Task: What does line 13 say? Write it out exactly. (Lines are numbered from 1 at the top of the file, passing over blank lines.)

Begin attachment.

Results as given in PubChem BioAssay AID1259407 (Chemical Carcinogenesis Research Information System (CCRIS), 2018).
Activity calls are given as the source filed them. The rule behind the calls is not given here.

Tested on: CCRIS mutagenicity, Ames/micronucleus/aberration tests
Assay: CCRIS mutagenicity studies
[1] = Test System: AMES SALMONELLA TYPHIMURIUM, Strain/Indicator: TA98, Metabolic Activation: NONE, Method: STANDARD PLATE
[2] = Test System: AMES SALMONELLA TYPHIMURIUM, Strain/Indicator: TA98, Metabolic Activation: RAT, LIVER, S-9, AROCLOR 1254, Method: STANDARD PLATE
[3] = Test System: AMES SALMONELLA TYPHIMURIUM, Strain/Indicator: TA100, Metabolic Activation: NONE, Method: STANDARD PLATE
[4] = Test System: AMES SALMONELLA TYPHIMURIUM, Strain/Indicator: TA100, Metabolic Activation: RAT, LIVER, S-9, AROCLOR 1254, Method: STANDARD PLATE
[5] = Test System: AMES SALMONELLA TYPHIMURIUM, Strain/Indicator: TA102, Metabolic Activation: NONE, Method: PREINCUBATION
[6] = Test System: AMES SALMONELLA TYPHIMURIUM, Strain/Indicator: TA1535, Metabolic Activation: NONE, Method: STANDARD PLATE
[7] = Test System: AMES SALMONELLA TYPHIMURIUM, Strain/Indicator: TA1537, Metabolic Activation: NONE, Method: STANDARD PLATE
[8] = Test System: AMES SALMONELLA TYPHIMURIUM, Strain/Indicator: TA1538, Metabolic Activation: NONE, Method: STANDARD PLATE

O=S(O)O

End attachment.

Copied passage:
O=S(O)O